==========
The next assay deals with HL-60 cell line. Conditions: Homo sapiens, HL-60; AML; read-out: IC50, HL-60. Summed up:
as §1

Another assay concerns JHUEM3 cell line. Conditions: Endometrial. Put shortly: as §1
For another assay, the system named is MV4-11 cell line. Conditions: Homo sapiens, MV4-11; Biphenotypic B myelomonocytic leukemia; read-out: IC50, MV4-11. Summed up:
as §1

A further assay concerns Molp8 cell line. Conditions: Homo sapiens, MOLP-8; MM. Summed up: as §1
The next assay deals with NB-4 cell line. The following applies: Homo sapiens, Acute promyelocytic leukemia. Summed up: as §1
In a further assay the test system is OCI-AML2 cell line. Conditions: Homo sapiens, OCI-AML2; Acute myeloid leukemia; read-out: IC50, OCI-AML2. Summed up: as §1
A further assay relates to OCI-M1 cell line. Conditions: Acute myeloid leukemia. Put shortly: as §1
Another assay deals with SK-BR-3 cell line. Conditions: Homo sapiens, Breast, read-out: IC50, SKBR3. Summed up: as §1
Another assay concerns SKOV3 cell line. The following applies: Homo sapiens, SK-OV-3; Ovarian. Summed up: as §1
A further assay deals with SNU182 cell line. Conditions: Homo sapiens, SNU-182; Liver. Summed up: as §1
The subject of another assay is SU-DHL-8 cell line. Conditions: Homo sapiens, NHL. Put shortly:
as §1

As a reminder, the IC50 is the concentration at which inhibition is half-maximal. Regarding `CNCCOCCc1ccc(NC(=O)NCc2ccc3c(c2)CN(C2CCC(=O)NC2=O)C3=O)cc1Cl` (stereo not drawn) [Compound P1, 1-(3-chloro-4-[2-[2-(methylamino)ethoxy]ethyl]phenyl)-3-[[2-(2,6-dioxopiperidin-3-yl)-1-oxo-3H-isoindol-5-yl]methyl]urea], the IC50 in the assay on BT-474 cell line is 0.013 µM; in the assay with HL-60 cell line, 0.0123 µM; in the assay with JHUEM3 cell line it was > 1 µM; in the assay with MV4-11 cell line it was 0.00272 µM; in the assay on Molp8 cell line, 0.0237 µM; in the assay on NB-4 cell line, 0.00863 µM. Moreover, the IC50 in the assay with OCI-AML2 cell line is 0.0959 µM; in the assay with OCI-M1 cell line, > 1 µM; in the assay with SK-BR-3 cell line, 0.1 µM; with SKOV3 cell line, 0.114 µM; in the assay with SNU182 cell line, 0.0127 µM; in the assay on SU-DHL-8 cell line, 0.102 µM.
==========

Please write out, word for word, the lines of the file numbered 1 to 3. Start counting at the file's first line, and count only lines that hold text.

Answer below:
The next assay deals with HL-60 cell line. Conditions: Homo sapiens, HL-60; AML; read-out: IC50, HL-60. Summed up:
as §1

Another assay concerns JHUEM3 cell line. Conditions: Endometrial. Put shortly: as §1